By Patricia Noonan
When most people think of whisky, they think perhaps of scotch, bourbon, Irish, or Canadian styles… or maybe, just maybe, Japanese?
I believe the very first one I ever tried was at Whisky Live many years ago… the Yoichi.
I had heard that the Japanese consumer obsession, particularly for scotch, was quite a thing, so it seemed logical that there would be production in Japan.
At the very centre of the Japanese whisky story is chemist and businessman Masataka Taketsuru.
Taketsuru travelled to Scotland to learn about whisky production in 1911, reading chemistry at the University of Glasgow, before apprenticing at three distilleries, learning firsthand about whisky production and, later, the art of blending.
The romance for all things Scottish included marriage, with Taketsuru marrying his Scottish wife, Rita, and returning to Japan in 1920. Due to a post WW1 recession, the Japanese company that had invested in Taketsuru’s education in whisky production had to abandon their plans, so the company that is now known as Suntory hired him to oversee their startup, including building a distillery and the initial spirit production. By 1934, Taketsuru relocated to Yoichi, Hokkaido in the north of Japan, in order to build his own distillery, due to the weather conditions being somewhat similar to those of Scotland.
As they say, the rest is history. A true legend in the industry, Masataka Taketsuru wrote two books containing his first-hand accounts of every detail he had learned from the craftsman he worked with. He was fortunate to have practical training in master blending, which his writing details, with these books later becoming Japan’s first guide to whisky production. (I would love to read these slim volumes in translation, by the way.)
The current demand for whisky has resulted in less product for age statement blends, but as with scotch, the minimum age before bottling is three years. The Nikka distillery uses a number of Coffey stills, originally created by Irishman Aeneus Coffey in the 1830’s; this type of still has certainly influenced Nikka’s products seeing as Taketsuru first learned to distill with them alongside traditional pot distillation for malt whisky production. This allows Nikka a great deal of flexibility within their portfolio, producing vodka and gin, as well as pure malts, blends, and grain whisky.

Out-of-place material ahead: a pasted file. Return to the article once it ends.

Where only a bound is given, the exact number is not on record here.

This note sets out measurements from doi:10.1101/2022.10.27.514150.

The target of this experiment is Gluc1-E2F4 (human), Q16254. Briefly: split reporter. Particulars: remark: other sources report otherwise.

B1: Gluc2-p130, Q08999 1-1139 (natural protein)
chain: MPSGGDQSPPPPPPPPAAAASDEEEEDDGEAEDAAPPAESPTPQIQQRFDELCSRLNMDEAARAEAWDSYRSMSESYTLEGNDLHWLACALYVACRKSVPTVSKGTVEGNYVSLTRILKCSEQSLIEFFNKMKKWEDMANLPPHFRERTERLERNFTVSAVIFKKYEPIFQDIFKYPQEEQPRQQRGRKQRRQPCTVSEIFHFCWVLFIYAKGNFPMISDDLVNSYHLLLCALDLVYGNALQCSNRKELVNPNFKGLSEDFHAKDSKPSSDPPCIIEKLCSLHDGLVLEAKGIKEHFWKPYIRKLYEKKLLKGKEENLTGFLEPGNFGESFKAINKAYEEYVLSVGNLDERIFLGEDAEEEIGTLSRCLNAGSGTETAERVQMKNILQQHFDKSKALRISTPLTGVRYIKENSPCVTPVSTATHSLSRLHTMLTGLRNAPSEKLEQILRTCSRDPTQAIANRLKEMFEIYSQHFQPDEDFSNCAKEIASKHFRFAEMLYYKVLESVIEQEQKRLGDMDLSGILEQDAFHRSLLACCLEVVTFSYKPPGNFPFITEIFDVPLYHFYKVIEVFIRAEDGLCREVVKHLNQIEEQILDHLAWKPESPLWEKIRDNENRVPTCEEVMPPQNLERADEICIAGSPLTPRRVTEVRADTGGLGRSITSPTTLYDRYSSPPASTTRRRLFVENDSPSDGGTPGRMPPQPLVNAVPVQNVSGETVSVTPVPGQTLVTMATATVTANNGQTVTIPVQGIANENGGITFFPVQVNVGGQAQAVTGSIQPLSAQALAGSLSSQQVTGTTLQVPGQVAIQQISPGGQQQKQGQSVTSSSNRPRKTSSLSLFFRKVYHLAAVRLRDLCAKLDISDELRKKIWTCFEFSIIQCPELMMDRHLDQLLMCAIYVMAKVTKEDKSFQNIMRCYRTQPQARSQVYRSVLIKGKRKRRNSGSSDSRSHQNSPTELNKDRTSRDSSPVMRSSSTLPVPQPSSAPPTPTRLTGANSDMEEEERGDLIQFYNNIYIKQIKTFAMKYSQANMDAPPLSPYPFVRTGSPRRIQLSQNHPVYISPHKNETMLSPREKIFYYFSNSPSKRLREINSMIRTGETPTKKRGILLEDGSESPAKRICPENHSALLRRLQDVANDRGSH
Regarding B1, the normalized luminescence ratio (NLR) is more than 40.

Nikka Whisky Tasting Notes
Nikka Yoichi Single Malt, LCBO $94.95 (750ml bottle)
Nose: Smokey peat, hints of apple, citrus peel.
Palate: Big spice, lots of ginger, smooth mouthfeel straight through.
Finish: Chocolate and spice in the finish with pleasing estery aromas after lingering in the glass.
Nikka Miyagikyo Single Malt, LCBO $94.95 (750ml bottle)
Appearance: Dark amber.
Nose: Delicate peat, honey, caramel notes.
Palate: Fruity, spicy, as in a fruitcake, full mouthfeel.
Finish: Long spicy finish with dried fruits/ cherries, peel, caramel.
Nikka Taketsuru Pure Malt, LCBO $84.95 (750ml bottle)
Appearance: Light amber.
Nose: Mild notes of honey and almond with orange peel.
Palate: Delicate maltiness, vanilla-almond and fruit- mouth filling smoothness from cask strength.
Finish: Aromas replay into the finish.
Nikka from the Barrel, LCBO $69.95 (750ml bottle)
Appearance: Dark auburn.
Nose: Oxidative sherry aromas, including classic fruitcake aromas of dried fruit and baking spice.
Palate: Full flavoured and quite smooth on the palate, like a classic blended scotch whisky style.
Finish: Big finish due to the ABV of 51.4%.
Yoichi Non-Peated Single Malt Whisky, Limited Edition LCBO $279.95 (750ml bottle)
Appearance: Intense gold.
Nose: Nice smoke notes and peat is not over the top with orange peel and dried fruits with spice.
Palate: Quite big in style, with lots of flavour replicating the nose.
Finish: Seaside replays in the finish mildly reminiscent of an Islay style. Mild chocolate carries through with the consistent balance of the brand.
Miyagikyo Single Malt Whisky, Limited Edition 2021, LCBO $279.95 (750ml bottle)
Appearance: Burnished amber.
Nose: Iodine notes and that unmistakable aroma of Dubbin boot polish. Notes of caramel.
Palate: Big, bold, spice and velvety smooth mouthfeel.
Finish: Baking slices, especially ginger, carry into a lengthy finish.
Nikka Coffey Grain Whisky, LCBO $89.95 (750ml bottle)
Appearance: Bright gold.
Nose: Distinct sweetness, vanilla, roast corn aromas, reminiscent of bourbon.
Palate: Full, smooth and balanced.
Finish: Again, really smooth finish, no heat.
(All of the above are rated out of a possible five apples)